Installing the latest and greatest gradle fixed it. Overall I enjoy apt-get but this seems to be a recurring problem!

arduino keyboard wedge

source for example keyboard

Had to fix preferenceActivity by adding is valid fragment true

git clone of softkeybaord

android google repos

this looks pretty spot on to what i want to do

going to base off new keyboard

Zoom in android app

trying out (another) android-ocr app

After getting my feet wet with the simple app in my last post I wanted to try a little bit more advanced app.

Getting it running was pretty straight forward.

  1. git clone android-ocr
  2. made sure it was pointing at tess two
  3. right clicked on project and ran as android app


it works pretty well. thoughts

  • I dont need the translation stuff so I will rip that out.
  • zoom would be nice for when you are a little farther away
  • there is some code for continuous recognition, that sounds neat but im not sure how to enable it
  • it would be nice to prompt the user if this is correct, save the files

Starting out with Simple-Android-OCR on ubuntu

pretty boring post. basically followed this tutorial

  1. make sure you have the build toolssudo apt-get install build-essential
    sudo apt-get install ia32-libs
    sudo apt-get update
    sudo apt-get install ia32-libs
    sudo apt-get install openjdk-6-jdk
    sudo apt-get install icedtea-plugin
  2. install android sdk
  3. install android ndk
  4. add adt tools to your path and .bashrc
  5. build tess-two
    git clone git:// tess
    cd tess/tess-two
    fix target in
    android update project –path .
    ant release
  6. build eyes-two
    cd ../eyes-two/
    fix target in
    android update project –path .
    ant release
  7. build simple-android ocr
    git clone Simple-Android-OCR
    go change target version in properties file
    point the project at the tess two install path
  8. I had trouble getting my phone to allow the debug connection. “adb devices” would either return nothing or the device serial number as question marks or the status as unauthorized. I tried several combinations of restarting adb along with restarting the phone, unplugging and replugging, disabling / enabling dev mode. I think is what finally did it was removing all currently authorised computers from my phone.ANDROID_SDK_HOME=~/adt-bundle-linux-x86-20140702/sdk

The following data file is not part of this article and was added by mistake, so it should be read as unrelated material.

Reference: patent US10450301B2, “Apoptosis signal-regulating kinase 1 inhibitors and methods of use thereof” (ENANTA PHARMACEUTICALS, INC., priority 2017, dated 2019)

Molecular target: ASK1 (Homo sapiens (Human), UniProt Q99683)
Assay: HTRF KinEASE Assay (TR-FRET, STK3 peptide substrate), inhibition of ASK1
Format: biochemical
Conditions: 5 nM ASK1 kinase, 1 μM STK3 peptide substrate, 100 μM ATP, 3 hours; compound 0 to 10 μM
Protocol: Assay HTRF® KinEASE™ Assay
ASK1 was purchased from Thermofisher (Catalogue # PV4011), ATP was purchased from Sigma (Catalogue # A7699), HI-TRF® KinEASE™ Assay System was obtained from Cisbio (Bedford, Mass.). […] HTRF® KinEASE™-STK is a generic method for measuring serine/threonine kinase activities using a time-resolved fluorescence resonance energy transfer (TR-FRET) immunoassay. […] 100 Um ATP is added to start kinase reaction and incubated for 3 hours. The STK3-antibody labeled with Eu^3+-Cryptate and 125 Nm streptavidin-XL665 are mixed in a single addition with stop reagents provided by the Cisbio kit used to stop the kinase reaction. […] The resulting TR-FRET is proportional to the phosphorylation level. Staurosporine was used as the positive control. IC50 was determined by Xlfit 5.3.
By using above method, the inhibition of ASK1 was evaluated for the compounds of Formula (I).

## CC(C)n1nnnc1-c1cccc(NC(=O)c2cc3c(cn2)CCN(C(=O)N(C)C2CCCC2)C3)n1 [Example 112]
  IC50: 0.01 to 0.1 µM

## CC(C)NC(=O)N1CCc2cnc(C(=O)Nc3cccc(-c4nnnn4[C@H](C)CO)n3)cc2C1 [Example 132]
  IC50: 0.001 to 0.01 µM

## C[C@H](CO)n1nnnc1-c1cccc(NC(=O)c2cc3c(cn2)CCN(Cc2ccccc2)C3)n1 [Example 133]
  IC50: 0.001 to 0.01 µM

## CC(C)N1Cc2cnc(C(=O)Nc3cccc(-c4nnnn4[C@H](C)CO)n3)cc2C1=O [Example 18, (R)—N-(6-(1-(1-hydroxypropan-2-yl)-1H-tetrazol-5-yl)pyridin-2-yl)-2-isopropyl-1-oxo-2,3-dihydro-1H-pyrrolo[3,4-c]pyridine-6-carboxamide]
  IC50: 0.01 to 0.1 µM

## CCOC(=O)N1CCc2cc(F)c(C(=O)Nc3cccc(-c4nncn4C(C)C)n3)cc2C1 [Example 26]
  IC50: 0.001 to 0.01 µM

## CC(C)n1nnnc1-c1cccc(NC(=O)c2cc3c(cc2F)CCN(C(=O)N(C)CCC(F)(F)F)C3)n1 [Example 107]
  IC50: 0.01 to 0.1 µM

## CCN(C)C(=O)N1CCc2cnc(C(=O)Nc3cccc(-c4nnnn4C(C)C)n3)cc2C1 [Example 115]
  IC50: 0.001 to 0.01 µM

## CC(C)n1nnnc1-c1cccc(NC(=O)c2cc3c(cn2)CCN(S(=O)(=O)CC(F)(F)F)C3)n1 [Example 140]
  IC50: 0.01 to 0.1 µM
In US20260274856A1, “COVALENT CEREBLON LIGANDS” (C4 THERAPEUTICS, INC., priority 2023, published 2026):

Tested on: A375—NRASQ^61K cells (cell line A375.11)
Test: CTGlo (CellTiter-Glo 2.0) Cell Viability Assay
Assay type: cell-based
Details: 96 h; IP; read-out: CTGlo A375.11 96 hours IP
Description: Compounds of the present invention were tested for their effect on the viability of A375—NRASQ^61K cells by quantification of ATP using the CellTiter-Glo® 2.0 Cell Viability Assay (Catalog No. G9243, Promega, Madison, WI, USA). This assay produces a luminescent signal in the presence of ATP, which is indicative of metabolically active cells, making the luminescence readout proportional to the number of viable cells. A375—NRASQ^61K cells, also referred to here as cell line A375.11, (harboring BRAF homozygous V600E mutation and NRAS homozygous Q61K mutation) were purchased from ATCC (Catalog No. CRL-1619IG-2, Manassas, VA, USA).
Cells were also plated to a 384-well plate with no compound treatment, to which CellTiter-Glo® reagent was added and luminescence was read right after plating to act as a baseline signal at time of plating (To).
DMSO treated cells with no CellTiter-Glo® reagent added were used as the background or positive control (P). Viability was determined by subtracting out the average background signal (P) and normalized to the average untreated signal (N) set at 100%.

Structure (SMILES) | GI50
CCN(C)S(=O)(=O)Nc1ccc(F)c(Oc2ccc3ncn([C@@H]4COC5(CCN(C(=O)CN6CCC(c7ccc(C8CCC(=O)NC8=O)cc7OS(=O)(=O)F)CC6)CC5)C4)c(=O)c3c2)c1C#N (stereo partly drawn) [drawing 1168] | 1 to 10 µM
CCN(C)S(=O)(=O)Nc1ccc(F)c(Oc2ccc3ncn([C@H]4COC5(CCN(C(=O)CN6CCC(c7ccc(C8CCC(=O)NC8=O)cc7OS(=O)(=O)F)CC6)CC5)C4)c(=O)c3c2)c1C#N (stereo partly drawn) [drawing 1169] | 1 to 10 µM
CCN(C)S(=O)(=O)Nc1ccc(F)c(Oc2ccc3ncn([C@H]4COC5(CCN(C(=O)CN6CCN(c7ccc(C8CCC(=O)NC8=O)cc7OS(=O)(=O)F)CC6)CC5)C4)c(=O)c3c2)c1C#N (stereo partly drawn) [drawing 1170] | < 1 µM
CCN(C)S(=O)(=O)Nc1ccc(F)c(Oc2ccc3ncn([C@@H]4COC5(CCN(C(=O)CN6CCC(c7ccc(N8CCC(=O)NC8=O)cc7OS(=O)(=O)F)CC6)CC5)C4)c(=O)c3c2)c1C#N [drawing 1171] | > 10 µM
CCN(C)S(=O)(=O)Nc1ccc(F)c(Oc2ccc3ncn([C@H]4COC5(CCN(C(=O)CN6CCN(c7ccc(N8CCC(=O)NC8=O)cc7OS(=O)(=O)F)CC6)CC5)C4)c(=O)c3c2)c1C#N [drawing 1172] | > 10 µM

and add to .bashrc
    2015 adb kill-server
    2016 adb start-server
    2017 adb devices
  9. open eclipse, right click on simple ocr project and run as android application.
  10. success!


Tesseract is probably the most accurate open source OCR engine available. It differs from OpenCV because opencv is a general purpose image library. You could use it to build something like Teseeract.

How well does it work? I downloaded the latest portable version to try it out. The ReadMe is very helpful.


out of the box

Out of the box just point it at an image.

>tesseract.exe IMG.JPG out
>cat out.txt


.‘-go.-—: qv..»- . v_—
r : -.; 1


Lp LMT 223500

_ ‘ -r~,.\’4-5-p-—-A-. 4.
ts‘ “3′ ”’


..,. …¢…-..

,, ..–4

Pretty impressive that it correctly read the small text at the bottom but pretty said it missed the giant text in the middle.

focus on digits

Maybe if I focus on digits I can get the big “352264”.

In Tesseract-OCR\
>cat tessdata\configs\digits
tessedit_char_whitelist 0123456789
>tesseract.exe IMG_4311.JPG out digits
>cat out.txt


20522024 0101022 2 222
1 2 252 0

17 0011

00 1001 223500

2 0 0554112402 42
2200 11 000

2 10168 512 60009 551053

2402 0242402

202 0224

So my guess is the letters are too big compared to the size of the picture. Tesseract is really geared towards looking at a page of text so it would make sense to ignore larger patterns and focus on smaller ones.

general approach for best results from tasseract

according to this stack overflow post

  1. fix DPI (if needed) 300 DPI is minimum
  2. fix text size (e.g. 12 pt should be ok)
  3. try to fix text lines (deskew and dewarp text)
  4. try to fix illumination of image (e.g. no dark part of image
  5. binarize and de-noise image

fix DPI

The original dpi of the image was 72. Probably a setting in the camera that could be changed, or changed automatically with pre processing.

As a quick test I changed the dpi in gimp to the recommended 300.

>tesseract.exe 300dpi.JPG out
>cat out.txt

_`__ ___`___,.. ….-u-9.`-“”

._ , ,~…,.–… ….

..- …-..-…….

..,\.-.,~. –
,, .. ….~\-.»..v
, ., ._..x-. o-






V.`-w-v -2
”’-_§_“’.: ‘. `

QLD LMT 223500
`L1 WT 62500

_ . ‘ “.”..”4-1`
.:…–“!CT::~ ts`


Success! I got the string CHTT 352264 I was looking for. But there is still a bunch of junk..

only allow alpha numeric

In Tesseract-OCR\
>cat tessdata\configs\alphanumeric
tessedit_char_whitelist 0123456789ABCDEFGHIJKLMNOPQRSTUVWXYZ
>tesseract.exe IMG_4311.JPG out alphanumeric
>cat out.txt

V1 HFR4 9P

A 4 N NW

H 4 N







V 4

V1 2

3 LD LMT 223500
LT WT 62500

P P 41
A IQ17 M


what is next?

  • use regex to limit the pattern I want
  • pre-process the image more, possibly only look at largest text